Smokers tend to take extra breaks during the work day in order to fulfill nicotine cravings. This doesn’t usually make employers happy and they would prefer employees focus on work tasks, instead. Luckily, many companies have programs to help workers quit smoking. Take advantage of smoking cessation programs in the workplace and other wellness incentives to quit smoking.
What happens when you stop smoking cigarettes?
There are a large number of benefits of quitting smoking and many of them also help workers, whether in an office, classroom, or factory.
Save tons of money
A single pack of cigarettes costs between $5 and $12. Those who smoke a pack a day spend upwards of $50 a week. That’s about $250 a month and that could be a car payment. Quit smoking cigarettes to put extra money in a savings account toward large purchases or a reward vacation to stay motivated.
Gain more recognition at work
Nonsmoking employees don’t need as many breaks and can get more work done. It’s possible that employers will notice the extra work when a smoker quits and perhaps provide recognition in the form of a reward.
When someone quits smoking, their health often improves and can do so fairly quickly. Some health benefits may include:
- Clear lungs
- Regain a sense of smell and taste
- Less risk for heart attack
- Lower risk for cancer
- Less chance of heart disease
- Increased energy
- Easier to breathe
This better health puts less strain on employee insurance and helps employees save money on out-of-pocket medical costs.
FDA-approved ways to quit smoking
There are several FDA-approved cessation medications and therapies on the market that make quitting smoking easier. Some of them are prescriptions, while others are over-the-counter options. Make sure to check with HR to see if these medications are covered under your smoking cessation program.
Nicotine replacement options
Nicotine replacement therapy provides the addiction-causing nicotine but without the dangers to health from tobacco. Slowly weaning the body from nicotine helps prevent withdrawals that may cause headaches, insomnia, anxiety, and increased appetite.
The therapies come in a few types and most are available as OTC pharmaceuticals and supplements. Patches go on the skin like BAND-AIDs® and release nicotine through the skin. Gum, nasal sprays, inhalers, and lozenges contain nicotine that absorbs into the bloodstream when it comes in contact with the cheeks or roof of the mouth. Again, these could be available to you at no cost or a reduced cost through your work’s smoking cessation program, so be sure to talk to HR to reap your full benefit.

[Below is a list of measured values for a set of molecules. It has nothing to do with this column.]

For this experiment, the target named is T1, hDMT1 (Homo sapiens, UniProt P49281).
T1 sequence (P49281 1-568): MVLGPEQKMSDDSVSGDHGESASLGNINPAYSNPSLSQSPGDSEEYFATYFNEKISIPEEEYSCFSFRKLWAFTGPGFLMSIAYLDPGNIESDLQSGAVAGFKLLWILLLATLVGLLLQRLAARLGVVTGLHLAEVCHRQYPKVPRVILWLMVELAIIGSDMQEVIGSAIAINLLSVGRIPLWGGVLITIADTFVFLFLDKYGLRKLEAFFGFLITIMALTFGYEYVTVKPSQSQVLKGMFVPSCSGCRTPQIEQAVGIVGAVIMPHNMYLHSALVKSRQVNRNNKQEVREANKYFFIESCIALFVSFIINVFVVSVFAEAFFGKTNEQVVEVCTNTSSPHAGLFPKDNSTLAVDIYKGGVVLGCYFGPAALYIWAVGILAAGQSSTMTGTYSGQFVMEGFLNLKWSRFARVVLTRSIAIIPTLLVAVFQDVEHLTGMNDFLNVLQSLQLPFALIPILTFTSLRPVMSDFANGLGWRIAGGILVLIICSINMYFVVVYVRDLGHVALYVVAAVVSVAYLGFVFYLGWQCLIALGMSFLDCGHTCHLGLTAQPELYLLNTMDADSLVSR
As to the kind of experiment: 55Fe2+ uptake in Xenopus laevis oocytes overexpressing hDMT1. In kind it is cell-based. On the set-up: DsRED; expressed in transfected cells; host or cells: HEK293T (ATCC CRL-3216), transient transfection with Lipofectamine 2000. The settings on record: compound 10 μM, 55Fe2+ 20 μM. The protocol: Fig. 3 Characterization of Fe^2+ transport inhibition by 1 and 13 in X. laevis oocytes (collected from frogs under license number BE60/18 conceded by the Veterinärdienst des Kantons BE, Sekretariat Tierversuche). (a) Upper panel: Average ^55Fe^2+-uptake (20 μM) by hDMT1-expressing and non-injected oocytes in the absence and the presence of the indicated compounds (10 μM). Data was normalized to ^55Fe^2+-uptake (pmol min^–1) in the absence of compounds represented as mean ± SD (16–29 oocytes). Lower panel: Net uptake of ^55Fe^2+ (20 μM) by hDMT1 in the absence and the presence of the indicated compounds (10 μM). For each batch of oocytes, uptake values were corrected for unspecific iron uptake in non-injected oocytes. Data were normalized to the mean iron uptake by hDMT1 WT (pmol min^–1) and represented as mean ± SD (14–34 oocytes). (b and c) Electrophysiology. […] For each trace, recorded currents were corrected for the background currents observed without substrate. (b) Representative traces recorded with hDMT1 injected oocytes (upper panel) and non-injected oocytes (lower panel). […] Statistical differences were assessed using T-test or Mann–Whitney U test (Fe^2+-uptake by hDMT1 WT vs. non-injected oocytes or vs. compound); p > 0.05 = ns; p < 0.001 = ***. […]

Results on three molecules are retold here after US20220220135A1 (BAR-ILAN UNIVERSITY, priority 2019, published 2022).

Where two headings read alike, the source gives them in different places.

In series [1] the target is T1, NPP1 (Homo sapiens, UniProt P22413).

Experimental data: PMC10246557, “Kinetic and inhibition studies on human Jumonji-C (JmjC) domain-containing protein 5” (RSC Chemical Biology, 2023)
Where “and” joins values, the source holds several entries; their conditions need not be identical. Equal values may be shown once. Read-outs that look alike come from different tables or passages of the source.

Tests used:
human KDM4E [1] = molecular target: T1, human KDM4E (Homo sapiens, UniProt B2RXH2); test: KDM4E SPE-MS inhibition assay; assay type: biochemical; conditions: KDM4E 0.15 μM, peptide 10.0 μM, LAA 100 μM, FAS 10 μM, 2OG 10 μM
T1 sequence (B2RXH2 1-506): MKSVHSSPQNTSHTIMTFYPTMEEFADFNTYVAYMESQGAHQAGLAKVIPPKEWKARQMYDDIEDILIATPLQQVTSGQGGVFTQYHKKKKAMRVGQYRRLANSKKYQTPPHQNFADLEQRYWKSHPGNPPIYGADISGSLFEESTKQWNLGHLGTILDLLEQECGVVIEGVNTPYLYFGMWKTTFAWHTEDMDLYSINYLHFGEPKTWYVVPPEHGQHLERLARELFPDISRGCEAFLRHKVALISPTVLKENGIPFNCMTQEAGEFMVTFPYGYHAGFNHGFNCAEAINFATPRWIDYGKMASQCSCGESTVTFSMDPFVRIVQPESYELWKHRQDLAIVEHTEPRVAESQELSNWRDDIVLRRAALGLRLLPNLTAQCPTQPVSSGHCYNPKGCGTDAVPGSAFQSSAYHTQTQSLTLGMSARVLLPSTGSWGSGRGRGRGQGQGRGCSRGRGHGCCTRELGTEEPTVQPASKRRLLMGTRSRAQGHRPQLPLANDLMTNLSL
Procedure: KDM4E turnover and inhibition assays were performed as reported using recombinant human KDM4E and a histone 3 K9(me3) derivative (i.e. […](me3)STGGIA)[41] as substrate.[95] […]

Non-nicotine cessation medications
CHANTIX® and Zyban are two FDA-approved prescription pills that help smokers quit. They both contain ingredients that mimic the effect of nicotine on the brain. Just like with nicotine replacement therapy, users take lower doses over time to wean the body from the addictive nature of nicotine. Your doctor and your company’s covered smoking cessation benefits will help you decide which option is best for you.
How to quit smoking and deal with cravings at work
Cravings can last anywhere between 5 and 10 minutes. Those few minutes can seem like ages. When at work, cravings often hit at the same time as breaks because the brain is used to getting the nicotine at that time. While at work, for those long minutes, it helps to find something to do to distract the brain and hands.
- Set up a timer to make the wait seem less long
- Call a friend or family member to provide a talking distraction
- Set up a music playlist and listen to it when cravings hit so when the music stops, the craving may pass
- Chew gum
- Do anything to distract the brain, such as tidy the desk, water office plants, go for a short walk, or open a puzzle book
- Practice deep breathing techniques to focus the brain on breathing or counting
- Play with toys such as a Slinky®, yo-yo, Rubik’s® Cube, or fidget spinner
Take advantage of workplace smoking cessation programs
Employers want workers to quit smoking because it’s not only healthier for their employees, but it can save them money on insurance premiums and reduced employee sick time, boost production, and improve office morale. For those reasons, many companies offer cessation programs and incentives to help employees quit. For example, Quill offers a monthly insurance plan discount for nonsmokers. Some popular office-provided strategies to quit smoking include:
- Contests or rewards where employees earn money for being smoke-free after so many months
- Free kits with gum, toys, and books to anyone who wants to quit
- Cover costs or eliminate co-pays for medications
- Provide books and magazines, individual counseling, or group counseling
- Lower health insurance premiums for nonsmokers
- Events such as the Great American Smoke Out
- Community programs like the American Lung Association’s Freedom From Smoking®
Visit your human resources or benefits department at work and ask what programs are available for smokers who want to quit. Many companies have quit smoking posters and other motivational art all over to show employees that help is available. Keep an eye out for them when walking down the halls.
Employees in an office all day can still quit smoking without dealing with withdrawals that hinder work. Ask around at the office about cessation programs. Before long, it will be possible to go an entire day without even thinking about a cigarette.